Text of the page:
Thursday, 12 August 2010

in the gloaming





Tractors remind me of my father. These ones are from the Clyde tractor museum.

***
My father was a typical Southland farmer and not given to fancies. However, one day he came home with a story that he and another farm-worker were sure that they had seen something that could only be described as a UFO.
They had been moving cattle into cattle-yards ready for the truck to take the cattle away in the morning, so it was just on dusk. He had experience of 'Southern Lights' (sun showers causing waves of light) and knew that it wasn't that. From what I can remember, he said it was more like a couple of different coloured, hovering lights, a little low to be aircraft.
It intrigued me that my father had seen something unexplainable and weird. Something so interesting and different. Out of the norm. As I was a teenager at the time, I thought that this was an especially admirable achievement for a parent.
Dad never travelled and as it turned out, didn't live for much longer after this incident, so never saw his seven children grow up, or his grandchildren (and now great-grandchildren). However, he had witnessed something that was 'out of this world' before he actually left it, and not many of us are lucky enough to have had that experience.

UFO

He saw one once.
Over the cattle-yards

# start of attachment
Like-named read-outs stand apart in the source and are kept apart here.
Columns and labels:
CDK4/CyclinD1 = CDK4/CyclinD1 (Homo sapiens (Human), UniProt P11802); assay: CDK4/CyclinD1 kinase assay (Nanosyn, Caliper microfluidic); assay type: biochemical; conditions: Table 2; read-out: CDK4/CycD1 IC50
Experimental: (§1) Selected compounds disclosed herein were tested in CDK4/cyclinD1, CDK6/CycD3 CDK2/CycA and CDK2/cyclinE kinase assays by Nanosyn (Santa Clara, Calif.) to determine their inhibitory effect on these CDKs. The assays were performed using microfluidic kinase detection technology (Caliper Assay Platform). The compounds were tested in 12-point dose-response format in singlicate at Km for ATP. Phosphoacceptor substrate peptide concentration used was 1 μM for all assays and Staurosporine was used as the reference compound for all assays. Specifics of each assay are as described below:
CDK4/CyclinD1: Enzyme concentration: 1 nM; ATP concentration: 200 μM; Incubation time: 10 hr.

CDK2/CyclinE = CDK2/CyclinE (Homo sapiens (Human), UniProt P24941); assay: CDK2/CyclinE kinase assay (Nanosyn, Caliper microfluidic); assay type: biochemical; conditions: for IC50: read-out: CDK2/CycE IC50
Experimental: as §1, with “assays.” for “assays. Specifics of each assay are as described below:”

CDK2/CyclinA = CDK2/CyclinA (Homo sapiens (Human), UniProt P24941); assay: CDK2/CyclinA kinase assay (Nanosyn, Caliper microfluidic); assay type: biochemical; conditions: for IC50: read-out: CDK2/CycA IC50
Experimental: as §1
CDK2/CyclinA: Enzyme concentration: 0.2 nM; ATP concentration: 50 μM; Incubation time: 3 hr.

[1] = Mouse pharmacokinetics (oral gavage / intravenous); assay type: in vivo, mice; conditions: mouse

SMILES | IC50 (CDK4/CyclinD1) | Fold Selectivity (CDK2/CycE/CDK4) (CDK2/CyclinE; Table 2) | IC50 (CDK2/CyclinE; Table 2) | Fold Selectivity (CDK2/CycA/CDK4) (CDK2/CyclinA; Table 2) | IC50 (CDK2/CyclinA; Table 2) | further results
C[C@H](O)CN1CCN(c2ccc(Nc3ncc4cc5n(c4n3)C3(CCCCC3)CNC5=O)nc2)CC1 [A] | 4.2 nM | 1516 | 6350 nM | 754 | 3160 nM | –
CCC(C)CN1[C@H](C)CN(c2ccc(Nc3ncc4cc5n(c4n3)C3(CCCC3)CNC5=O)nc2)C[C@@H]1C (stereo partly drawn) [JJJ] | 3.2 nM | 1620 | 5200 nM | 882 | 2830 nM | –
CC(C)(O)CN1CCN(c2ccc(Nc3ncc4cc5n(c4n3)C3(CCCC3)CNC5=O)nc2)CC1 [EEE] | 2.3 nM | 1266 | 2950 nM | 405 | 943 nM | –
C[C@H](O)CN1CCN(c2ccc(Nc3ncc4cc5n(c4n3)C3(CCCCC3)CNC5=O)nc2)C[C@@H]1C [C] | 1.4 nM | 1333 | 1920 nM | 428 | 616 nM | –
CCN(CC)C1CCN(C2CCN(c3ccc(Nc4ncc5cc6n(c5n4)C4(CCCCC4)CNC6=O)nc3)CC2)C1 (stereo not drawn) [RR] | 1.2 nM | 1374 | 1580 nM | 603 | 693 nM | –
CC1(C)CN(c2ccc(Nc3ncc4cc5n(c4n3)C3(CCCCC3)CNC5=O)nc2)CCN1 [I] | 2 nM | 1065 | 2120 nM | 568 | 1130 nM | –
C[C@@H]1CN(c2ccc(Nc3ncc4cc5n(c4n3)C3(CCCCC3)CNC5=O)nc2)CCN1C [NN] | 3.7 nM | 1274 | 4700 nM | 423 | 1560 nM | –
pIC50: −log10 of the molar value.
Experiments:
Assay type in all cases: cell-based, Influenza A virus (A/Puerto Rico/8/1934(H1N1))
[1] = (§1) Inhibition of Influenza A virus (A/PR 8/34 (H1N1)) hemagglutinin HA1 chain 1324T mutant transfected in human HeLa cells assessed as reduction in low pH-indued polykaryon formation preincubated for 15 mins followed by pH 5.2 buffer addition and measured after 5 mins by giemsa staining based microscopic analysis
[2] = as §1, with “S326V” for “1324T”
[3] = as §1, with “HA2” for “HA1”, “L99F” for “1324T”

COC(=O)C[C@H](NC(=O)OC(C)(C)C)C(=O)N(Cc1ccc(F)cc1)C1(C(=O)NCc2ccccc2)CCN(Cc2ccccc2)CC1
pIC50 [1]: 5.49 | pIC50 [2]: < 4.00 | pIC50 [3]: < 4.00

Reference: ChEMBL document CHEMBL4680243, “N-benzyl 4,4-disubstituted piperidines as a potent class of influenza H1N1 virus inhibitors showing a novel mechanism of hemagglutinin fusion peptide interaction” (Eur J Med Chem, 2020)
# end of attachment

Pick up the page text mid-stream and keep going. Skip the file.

just on dark. A hover
of lights. Wasn’t just him either.
Bruce saw them too.
Between them, tentative awe,

telegraphic sentences, 
puzzled shrugs,
a wry acceptance
that no-one would believe them.
But no denying it.
Never in forty-five years

had he left the South Island. 
Never been farther north
than 300 miles 
to Christchurch,
yet he’d seen this
sky-dance, this hint

at some kind of outer space.
And in just three years
from that night,
he would be dead
and buried under sods
of Gore’s cold clay.


Kay McKenzie Cooke

3 comments:

Lydia said...

Wow. That is a gorgeous gorgeous poem. Thank you for writing a bit about the incident because I now have a sense of your father and why he might have been chosen as a witness to Wonder.

(gloaming is my favorite word!)

Penelope said...

Yes, what a tribute to your father. Thank you, Kay.

Vespersparrow said...

Very fine poem, Kay. A tribute to how your father lived and how he thought about what he'd seen, a man not used to, as Lydia wrote, being a witness to Wonder. It may have changed his life, yet no one would have known it, as the pattern of his work wouldn't have changed one whit, I'll wager.

Harbour

Harbour
'how this all harbours light'